Myth 5: “Every member of the sales staff should be required to come in on Saturday.”
Reality: When a salesperson is required to work Saturday, they typically get a day off during the regular business week. This arrangement works great for retail sales, when shoppers are free from their own work and might buy a personal item. However, machinery purchases are most often made by business owners working on behalf of their company, which means they’ll be researching and purchasing units during regular weekday business hours when they’re at work themselves. If you force your equipment team to sacrifice a weekday to be at the dealership on a Saturday, you’ve given up a day of prime selling potential for a day when business owners are much more likely to be fishing than at your dealership.
Myth 6: “I should put new salespeople on traditional 90 day draws against commission.”
Reality: Expect to lose your employees – and the leads they’ve been nurturing – at the end of the 90 days. Businesses only buy heavy machinery when they need to, which means a new-hire may lay extensive groundwork for future sales by building quality prospect relationships, but may not have had many actual opportunities to close sales in 90 days. If they experience a sharp decrease in pay at that time, you are likely to lose them and the profit they were going to bring in if they’d had more time. The nature of the equipment business means that salespeople need a significantly expanded draw period. However, this does not mean you have to wait a full year to know if you’ve hired the right person; you should start seeing hard evidence of relationship-building and right-to-quote agreements (in which a prospect commits to giving the salesperson a call for pricing when they need new machinery) within the first few months.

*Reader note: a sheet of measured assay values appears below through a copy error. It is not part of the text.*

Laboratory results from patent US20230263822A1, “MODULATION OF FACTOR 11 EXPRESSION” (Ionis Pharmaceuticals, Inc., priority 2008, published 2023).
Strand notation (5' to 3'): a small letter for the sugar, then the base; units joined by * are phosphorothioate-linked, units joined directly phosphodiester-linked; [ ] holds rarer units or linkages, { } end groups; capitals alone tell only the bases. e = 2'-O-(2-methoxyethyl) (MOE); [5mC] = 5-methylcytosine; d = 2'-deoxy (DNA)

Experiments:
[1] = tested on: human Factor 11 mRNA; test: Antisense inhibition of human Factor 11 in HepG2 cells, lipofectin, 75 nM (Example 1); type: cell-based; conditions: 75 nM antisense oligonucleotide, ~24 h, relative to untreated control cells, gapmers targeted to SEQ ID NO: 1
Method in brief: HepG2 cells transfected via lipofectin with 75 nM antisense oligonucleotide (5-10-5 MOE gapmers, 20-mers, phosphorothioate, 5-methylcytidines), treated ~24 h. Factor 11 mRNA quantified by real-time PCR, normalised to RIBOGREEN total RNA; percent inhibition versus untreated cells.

Often the fantasies of dealership management don’t match the realities of the equipment industry. We hope this article helps you avoid such misconceptions and mistakes, and instead maximize the time and efforts of your equipment team. And if you’re looking to expand your marketing efforts, consider listing your machinery on Equipment Trader. Finally, we want to hear from you – which mistaken myth do you think is most common in dealerships? Let us know in the comments below.
About the Authors
Ethan is a Content Curator for Trader Interactive, serving the brands Commercial Truck Trader, Commercial Web Services, and Equipment Trader. Ethan believes in using accessible language to elevate conversations about industry topics relevant to commercial dealers and their buyers.
As the Founder and President of Commercial Truck Training, Ken has consulted, coached, and trained commercial dealers on individual, regional, and national business levels. Known as an industry leader, Ken has worked with companies like General Electric, General Motors, FCA, Ford, Commercial Truck Trader, and Equipment Trader.